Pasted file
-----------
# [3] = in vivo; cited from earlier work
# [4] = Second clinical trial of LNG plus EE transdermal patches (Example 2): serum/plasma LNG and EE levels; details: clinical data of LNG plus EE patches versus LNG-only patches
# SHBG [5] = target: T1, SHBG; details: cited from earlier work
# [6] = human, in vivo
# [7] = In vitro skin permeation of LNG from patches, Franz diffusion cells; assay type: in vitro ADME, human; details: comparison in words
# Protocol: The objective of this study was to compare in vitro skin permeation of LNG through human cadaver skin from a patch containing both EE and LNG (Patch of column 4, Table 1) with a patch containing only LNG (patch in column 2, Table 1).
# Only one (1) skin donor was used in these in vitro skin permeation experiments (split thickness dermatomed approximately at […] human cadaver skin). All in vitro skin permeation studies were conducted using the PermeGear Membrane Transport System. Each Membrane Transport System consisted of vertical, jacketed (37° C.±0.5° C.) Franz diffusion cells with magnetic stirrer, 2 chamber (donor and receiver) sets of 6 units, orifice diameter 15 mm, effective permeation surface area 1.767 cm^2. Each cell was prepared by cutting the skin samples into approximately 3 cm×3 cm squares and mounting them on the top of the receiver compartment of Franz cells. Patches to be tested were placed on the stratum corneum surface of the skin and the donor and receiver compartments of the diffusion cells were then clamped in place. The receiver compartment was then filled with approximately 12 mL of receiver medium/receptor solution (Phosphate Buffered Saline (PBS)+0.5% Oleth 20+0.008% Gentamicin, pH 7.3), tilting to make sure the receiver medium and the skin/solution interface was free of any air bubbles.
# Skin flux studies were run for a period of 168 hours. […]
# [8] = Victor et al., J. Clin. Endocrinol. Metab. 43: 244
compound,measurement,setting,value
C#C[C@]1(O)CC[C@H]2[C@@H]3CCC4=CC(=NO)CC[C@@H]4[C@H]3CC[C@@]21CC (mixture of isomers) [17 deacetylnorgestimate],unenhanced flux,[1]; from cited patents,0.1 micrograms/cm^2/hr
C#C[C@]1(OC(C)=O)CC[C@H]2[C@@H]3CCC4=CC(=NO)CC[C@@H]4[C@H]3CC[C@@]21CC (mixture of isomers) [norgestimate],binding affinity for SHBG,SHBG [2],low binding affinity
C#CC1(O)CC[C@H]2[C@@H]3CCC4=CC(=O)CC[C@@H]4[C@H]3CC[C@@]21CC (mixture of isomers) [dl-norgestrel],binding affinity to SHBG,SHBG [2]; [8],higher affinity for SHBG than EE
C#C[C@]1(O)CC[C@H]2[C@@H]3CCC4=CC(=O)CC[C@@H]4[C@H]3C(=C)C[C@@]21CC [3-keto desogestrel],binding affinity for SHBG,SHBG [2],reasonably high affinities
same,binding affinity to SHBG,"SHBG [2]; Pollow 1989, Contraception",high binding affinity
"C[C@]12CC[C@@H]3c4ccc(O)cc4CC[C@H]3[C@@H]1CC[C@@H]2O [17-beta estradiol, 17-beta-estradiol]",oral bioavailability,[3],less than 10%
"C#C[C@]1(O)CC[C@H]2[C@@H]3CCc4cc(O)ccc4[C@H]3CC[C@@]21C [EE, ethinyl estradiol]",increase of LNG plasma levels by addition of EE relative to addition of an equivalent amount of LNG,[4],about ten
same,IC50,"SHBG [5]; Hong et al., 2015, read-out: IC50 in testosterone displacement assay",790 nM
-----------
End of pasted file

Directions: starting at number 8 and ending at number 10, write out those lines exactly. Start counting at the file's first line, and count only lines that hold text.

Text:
# Skin flux studies were run for a period of 168 hours. […]
# [8] = Victor et al., J. Clin. Endocrinol. Metab. 43: 244
compound,measurement,setting,value